"I'm having a good time. I don't know if you are or not," Trace said with a laugh. "People always come up to me and say, 'Man, you're tall.' I just tell them it's all relative. If they went and stood by a short person, then they'd be tall. If I was standing by Shaq[uille O'Neal], I'd be short."

Trace paused, then said, "I can prove it. Shaq, come on out here."

The crowd went crazy as the former NBA superstar took the stage next to Trace, who did, in fact, look a little shorter with Shaq standing beside him.

"When I decided to do this theater tour, I didn't realize that they usually take an intermission in theaters," Trace said after Shaq left the stage to sit in the audience. "I'm gonna do one more and then we'll take a short break."

When he heard a few boos from the audience, Trace looked out and said, "Yeah, you go on and boo. Shaq has my back." The singer ended the first half of the show with "Always Gonna Be That Way" and "Every Light in the House."

The second half of his performance off to a rousing start with "Ladies Love Country Boys," followed by several of his hits including "You're Gonna Miss Me" and "This Ain't No Love Song."

"Three of my daughters are here but two of them blew me off for a birthday party," the dad of five informed the crowd. "I know where I stand, I guess."

After singing "You're Gonna Miss This," Trace talked about the tune being nominated for a Grammy. "I figured that song had a chance to win so I went out. It's a freak show! The competition is really who has the biggest bodyguard. Snoop [Dogg] had one that makes Shaq look like a midget! Anyway, when this next song was nominated, I said 'Y'all just send it to me if I win.'"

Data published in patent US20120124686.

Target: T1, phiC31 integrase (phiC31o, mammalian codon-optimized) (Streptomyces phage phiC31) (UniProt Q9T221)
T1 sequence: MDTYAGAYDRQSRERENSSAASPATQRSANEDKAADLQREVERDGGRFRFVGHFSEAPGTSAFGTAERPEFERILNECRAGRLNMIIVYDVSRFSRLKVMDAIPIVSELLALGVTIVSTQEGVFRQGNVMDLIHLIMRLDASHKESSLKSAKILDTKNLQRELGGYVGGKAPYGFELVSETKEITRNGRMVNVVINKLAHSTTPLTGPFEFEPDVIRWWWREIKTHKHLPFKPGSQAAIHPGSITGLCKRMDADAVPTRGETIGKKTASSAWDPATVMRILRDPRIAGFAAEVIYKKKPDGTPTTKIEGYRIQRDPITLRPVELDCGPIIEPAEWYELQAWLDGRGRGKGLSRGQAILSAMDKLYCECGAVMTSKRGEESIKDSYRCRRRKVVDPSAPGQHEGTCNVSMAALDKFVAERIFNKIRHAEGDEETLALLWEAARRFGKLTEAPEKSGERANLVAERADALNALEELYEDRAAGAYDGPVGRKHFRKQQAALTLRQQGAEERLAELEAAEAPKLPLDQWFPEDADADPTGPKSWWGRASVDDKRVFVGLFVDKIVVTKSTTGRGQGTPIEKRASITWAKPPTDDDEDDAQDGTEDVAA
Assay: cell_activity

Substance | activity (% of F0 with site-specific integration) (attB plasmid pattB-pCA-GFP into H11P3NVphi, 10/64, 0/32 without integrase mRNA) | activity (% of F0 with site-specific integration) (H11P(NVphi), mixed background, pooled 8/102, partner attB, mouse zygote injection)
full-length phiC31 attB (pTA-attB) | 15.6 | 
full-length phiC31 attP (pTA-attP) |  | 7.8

Trace continued his intro of the song, saying, "Some of my favorite memories when I was a kid was going fishing with my granddad. You need to make memories with your kids while you can. That's what it's all about. My youngest [daughter], Trinity, was in the video for 'Just Fishin'."

After singing the tune, Trace informed the audience that the "Just Fishin'" video is his mother's favorite. "And this one is my dad's favorite," he said with a grin, as he launched into "One Hot Mama."

Trace showcased his band, performing the classic rock hit, "How Long (Has This Been Going On)." He explained to the audience, "When I do a song like that it's not a random thing. You know who you were in love with when you hear that song."

The singer finished with "Songs About Me" and "Honky Tonk Badonkadonk." After a standing ovation he returned to the stage. "I get paid to ride that bus sitting outside," he said. "I do this for free. This is a song about what we do."

After singing "Ride," Trace took time to sign a few autographs from the stage before he waved goodbye to his fans. Shaq was already gone from the audience as fans made their way out the doors of the Ryman, taking home good memories along with the stories that Trace shared about his songs and his life.